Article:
Just a few comments on your 331 build, I think it was a good build but IO don't see where you saved much money buy using the 289 rod? And 289 Rods are getting very hard to find! Also, for me: I know the KB pistons are far better then the stock cast pistons but they are still cast! and when something bad happens to them they will brake like glass! I would never run them other then a stock engine! But that just me (o;
First I have been racing 289's for over 50 years, from back in the good old days with the Ford boys!! (o; I can tell you that "YES" to the one guy that wanted to try a 302 with 289 rods and Chevy 350 pistons! It works great! Rod length is all important to hi RPM HP! Ford knows this and since they had to make a new piston for the BOSS 302 and the Cleveland Head! and knowing it was a high RPM engine they put a 289 HP rods in it! and I remember we waited what seemed like an eternity for ford to release the 302! Only to find out that they put a shorter rod then the 289!!! everyone was very disappointed! So the work around started, I have one that I am getting ready to put back together and race it again in my 66 fastback! Its an Indie 289 steel crank that was a little offset ground and used a small journal SBC Aluminum Rod at 5.548 give or take a few! and the piston is for a sbc 383cid with a 6" rod! This combo clears everything in an old stile 289 or 302 block, except the very bottom corner of the cylinder you have to grind about an 1 8th natch in the outer bottom edge of the cylinder for rod bolt clearance, most likely because of the aluminum rods! But, Its not much, The pin is NOT in the oil ring! and it ends up being a 312cid! with a 4.030 bore.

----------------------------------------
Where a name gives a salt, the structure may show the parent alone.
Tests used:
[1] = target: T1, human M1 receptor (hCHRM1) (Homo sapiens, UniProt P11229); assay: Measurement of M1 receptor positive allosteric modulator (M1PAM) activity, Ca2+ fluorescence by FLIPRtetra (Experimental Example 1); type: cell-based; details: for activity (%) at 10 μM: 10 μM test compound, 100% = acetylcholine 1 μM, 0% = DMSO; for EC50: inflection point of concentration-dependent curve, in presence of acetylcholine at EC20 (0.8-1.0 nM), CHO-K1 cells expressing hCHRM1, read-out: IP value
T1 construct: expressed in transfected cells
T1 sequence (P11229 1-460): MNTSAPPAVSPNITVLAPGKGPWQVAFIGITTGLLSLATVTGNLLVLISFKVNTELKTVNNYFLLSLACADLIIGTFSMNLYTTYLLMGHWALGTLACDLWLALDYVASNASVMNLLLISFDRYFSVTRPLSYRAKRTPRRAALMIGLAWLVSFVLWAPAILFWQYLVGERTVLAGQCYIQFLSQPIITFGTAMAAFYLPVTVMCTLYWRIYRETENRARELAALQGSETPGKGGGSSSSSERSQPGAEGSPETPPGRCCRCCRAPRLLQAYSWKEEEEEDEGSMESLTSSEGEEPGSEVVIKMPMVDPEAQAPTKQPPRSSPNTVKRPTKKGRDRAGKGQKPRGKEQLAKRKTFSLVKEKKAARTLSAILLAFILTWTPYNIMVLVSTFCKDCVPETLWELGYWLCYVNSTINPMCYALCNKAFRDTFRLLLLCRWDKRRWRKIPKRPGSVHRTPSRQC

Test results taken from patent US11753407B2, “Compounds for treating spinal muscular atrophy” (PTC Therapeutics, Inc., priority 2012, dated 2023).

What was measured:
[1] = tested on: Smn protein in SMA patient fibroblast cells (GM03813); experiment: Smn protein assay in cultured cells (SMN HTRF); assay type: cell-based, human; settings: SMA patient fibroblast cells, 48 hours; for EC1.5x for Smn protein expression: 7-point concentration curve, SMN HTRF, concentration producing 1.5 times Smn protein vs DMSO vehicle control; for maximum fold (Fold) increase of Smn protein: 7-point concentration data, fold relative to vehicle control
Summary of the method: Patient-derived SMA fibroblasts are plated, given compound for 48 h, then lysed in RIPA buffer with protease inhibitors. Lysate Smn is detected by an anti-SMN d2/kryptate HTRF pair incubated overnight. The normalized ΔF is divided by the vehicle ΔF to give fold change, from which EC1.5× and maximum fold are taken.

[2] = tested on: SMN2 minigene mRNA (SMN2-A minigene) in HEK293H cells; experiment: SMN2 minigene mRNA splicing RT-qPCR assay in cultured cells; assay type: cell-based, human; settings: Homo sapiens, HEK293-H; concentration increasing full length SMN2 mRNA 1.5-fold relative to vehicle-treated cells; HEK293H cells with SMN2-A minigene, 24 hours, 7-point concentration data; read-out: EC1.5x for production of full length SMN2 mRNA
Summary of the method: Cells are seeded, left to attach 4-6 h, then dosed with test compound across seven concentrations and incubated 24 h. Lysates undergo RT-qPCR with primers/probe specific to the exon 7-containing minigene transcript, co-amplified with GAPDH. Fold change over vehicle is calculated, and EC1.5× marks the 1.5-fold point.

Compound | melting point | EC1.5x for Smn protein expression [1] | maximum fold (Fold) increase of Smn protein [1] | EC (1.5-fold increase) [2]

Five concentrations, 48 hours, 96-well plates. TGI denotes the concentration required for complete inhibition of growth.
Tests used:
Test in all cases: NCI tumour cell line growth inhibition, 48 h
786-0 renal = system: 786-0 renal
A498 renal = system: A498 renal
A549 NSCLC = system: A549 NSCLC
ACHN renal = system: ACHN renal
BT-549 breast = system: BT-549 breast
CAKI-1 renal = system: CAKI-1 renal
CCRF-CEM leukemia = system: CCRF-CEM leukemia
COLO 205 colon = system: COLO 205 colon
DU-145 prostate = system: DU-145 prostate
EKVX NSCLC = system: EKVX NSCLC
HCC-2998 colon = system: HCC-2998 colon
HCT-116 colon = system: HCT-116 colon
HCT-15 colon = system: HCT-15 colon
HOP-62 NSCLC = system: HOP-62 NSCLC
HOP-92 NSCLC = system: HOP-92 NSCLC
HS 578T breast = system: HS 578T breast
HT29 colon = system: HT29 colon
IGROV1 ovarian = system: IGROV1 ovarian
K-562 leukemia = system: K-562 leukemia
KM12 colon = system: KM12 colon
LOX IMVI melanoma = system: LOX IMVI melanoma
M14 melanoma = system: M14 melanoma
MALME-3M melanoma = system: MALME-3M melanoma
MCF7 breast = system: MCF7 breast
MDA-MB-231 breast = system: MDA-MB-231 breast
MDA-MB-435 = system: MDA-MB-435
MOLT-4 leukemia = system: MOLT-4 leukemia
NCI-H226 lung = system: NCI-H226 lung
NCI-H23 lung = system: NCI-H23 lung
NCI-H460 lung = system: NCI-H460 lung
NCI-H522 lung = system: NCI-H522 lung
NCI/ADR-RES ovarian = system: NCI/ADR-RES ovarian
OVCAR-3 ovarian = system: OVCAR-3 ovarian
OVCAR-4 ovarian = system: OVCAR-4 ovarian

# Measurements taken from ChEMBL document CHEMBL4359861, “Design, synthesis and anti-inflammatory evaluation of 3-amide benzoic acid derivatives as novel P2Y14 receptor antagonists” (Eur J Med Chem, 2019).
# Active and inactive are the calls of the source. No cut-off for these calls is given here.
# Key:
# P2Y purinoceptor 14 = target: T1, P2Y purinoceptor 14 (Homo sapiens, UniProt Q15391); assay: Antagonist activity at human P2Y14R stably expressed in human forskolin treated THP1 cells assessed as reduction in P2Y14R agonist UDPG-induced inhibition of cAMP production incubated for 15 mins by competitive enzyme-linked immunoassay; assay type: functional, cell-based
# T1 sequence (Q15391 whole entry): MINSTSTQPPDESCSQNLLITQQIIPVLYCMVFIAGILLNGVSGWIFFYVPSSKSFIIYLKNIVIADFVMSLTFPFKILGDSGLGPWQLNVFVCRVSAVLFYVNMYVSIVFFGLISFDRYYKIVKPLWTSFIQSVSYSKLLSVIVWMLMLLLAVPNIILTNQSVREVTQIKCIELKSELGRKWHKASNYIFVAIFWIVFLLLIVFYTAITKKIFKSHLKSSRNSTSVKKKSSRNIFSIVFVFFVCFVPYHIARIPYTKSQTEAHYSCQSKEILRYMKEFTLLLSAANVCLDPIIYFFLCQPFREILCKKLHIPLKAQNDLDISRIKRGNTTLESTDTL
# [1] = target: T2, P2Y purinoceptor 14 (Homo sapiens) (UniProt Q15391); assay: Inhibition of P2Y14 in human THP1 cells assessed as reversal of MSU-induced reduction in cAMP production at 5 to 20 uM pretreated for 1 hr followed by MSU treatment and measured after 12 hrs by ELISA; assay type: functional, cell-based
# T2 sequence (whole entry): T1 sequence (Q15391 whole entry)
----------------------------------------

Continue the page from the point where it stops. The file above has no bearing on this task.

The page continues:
It put out over 500 Flywheel HP naturally asperated! (o; I used a flat top piston but with any of the new aluminum heads the valves and chambers are very close to sbc!! There is very little modification that needs to be done for V-P clearance mostly none, on one of my engines with 350 pistons I had to open up the intake valve cut but that was because I was running twisted-wedge heads! (o; I have run sbc domed pistons in a ford aluminum head with very little modification.